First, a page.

PG&E crews and contractors inspected nearly 25,000 miles of distribution lines and 2,500 miles of transmission lines after the event, a combined distance that’s longer than a trip around the Earth.
More than 100 instances of damage were found during inspections, including trees into lines and downed power lines, with the analysis of additional damage reports ongoing. It is possible that any one of these instances could have been a potential source of ignition had a PSPS not been initiated.
PG&E’s meteorologists and fire-weather experts participated in daily interagency calls with experts from multiple National Weather Service (NWS) offices and the Northern Operations Predictive Services. All the experts were aligned that this was a very high fire risk event and had all the ingredients necessary for significant fires. The National Weather Service issued a Red Flag Warning that lasted from Wednesday afternoon until Friday morning that included locations where 2.1 million of PG&E’s customers live. The Red Flag Warning encompassed a larger area than the PSPS footprint. Maximum wind gusts exceeded 50 mph in 16 counties impacted by the PSPS event:
Sonoma County: 77 mph
Contra Costa County: 75 mph
Tehama County: 61 mph
Sierra County: 59 mph
Butte County: 56 mph
Napa County: 54 mph
Santa Cruz County: 54 mph
Placer County: 53 mph
Yolo County: 53 mph
Solano County: 53 mph
Alameda County: 52 mph
Humboldt County: 52 mph
Kern County: 51 mph
Lake County: 51 mph
Mendocino County: 51mph
Santa Barbara County: 50 mph
The vast majority of the 738,000 customers in 35 counties impacted by the PSPS were restored within 48 hours.
Representatives from CAL FIRE, the CPUC and Cal OES were in PG&E’s Emergency Operations Center, participating in discussions. The company also held twice daily calls with state agencies and calls with county agencies three times a day. To prepare for wildfire season, weekly meetings were held with state agencies and 17 planning workshops were held with cities, counties and public-safety agencies.
In all, 6,300 personnel, including PG&E workers and contractors, supported the PSPS.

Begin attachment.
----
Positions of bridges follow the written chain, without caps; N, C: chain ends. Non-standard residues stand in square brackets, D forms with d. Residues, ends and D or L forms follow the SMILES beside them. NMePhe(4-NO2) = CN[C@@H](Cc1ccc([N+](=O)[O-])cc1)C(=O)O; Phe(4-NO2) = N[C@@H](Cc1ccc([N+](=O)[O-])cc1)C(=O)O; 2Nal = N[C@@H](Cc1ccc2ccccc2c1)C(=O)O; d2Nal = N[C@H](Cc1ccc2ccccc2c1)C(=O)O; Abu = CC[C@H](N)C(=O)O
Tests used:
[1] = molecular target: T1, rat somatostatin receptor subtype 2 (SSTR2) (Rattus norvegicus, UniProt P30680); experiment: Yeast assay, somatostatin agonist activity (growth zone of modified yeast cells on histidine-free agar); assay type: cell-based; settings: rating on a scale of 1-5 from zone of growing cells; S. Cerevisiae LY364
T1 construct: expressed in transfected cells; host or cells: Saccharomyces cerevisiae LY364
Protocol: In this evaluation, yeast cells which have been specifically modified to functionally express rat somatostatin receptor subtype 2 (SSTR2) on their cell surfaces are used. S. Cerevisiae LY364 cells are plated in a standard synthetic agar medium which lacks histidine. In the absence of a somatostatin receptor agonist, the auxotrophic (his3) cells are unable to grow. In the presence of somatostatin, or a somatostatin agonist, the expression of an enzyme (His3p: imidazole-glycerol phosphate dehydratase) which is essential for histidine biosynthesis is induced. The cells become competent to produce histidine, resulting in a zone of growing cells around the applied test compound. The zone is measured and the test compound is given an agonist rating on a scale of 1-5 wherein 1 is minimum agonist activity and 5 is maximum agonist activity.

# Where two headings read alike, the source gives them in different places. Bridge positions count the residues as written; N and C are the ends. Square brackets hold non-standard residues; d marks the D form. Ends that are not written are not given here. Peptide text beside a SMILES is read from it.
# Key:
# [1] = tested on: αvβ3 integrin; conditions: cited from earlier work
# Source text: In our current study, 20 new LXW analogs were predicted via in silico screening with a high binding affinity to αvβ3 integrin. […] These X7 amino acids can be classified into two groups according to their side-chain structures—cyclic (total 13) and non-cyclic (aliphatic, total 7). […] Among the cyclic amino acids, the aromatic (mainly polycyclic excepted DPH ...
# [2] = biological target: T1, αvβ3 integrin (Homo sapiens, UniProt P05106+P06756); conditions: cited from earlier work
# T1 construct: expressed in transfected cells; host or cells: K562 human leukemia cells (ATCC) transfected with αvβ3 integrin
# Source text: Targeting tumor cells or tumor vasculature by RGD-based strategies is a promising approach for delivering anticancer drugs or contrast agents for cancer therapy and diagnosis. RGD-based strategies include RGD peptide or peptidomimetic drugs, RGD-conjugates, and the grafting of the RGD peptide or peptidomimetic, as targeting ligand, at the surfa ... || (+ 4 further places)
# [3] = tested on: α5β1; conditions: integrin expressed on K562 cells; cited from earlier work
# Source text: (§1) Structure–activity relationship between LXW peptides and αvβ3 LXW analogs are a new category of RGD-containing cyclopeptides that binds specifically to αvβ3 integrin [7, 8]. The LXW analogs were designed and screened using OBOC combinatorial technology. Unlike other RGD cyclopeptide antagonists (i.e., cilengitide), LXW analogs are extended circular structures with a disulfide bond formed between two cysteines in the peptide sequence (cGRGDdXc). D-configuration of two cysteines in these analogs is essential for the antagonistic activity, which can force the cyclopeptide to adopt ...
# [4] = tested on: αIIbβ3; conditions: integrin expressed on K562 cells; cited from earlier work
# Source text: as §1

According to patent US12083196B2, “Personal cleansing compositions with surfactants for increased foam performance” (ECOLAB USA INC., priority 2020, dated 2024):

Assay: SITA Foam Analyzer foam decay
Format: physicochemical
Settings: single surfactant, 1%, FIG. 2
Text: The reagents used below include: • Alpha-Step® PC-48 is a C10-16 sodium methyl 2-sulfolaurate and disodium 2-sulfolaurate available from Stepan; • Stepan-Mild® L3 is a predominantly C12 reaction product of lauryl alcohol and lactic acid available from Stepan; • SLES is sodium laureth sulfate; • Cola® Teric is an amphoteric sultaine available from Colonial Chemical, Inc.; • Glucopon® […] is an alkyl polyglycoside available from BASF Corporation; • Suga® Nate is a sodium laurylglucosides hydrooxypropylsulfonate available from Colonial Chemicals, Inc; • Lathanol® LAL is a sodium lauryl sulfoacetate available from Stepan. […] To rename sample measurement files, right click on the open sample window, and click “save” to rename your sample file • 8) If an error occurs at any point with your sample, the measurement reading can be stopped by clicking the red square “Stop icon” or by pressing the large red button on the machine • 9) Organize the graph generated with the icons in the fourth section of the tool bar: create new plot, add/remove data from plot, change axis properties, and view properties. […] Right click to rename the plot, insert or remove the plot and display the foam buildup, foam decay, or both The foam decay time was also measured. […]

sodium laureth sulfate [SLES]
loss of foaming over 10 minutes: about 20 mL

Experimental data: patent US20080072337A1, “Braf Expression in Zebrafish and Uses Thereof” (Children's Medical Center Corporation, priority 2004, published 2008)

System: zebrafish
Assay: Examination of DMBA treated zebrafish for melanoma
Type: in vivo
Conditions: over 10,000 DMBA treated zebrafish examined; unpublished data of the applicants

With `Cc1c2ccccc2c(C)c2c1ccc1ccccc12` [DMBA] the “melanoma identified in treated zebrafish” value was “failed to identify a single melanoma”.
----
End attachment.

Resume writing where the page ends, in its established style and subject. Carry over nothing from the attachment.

PG&E dispatched 44 helicopters to do aerial inspections.
PG&E’s Customer Care team completed multiple daily notifications to customers before, during and after the event. This includes notifications and support of more than 30,000 Medical Baseline customers.
PG&E opened more than 30 Community Resource Centers in PSPS-affected areas, providing water, restrooms, phone-charging and other services. In all, more than 5,400 customers visited a CRC.
PG&E placed advertisements on TV, radio and digital sites. The company used Facebook, its nine Twitter accounts, and Nextdoor to share updates on the PSPS and conducted more than 900 interviews with media during the event.
Before the PSPS Event
In 2012, just 15% of PG&E’s territory was designated as having an elevated wildfire risk on the fire-threat maps in effect at that time. Today, in 2019, approximately 50% of the service area is in Tier 2 or Tier 3 high fire-threat areas.
PG&E’s electric infrastructure underwent an unprecedent inspection and repair process earlier this year. More than 700,000 electric-system poles, towers and substations were inspected, and any items needing immediate repair were repaired.
To prepare for wildfire season, PG&E sent letters/emails to about 5 million customers; sent out more than 7 million PSPS-related emails; participated in 998 meetings with cities, counties, customers and community groups; and held 23 community open house events throughout the service area.
PG&E has installed 600 weather stations and 100 high-definition cameras in high fire-threat districts for increased situational awareness. PG&E also has deployed its Satellite Fire Detection and Alerting System, which incorporates data from five satellites to provide advanced warnings of new potential fire incidents.
PG&E reached out to its customers to make sure the company had accurate contact information. So far this year, 246,932 customers have updated their information including 10,966 Medical Baseline customers.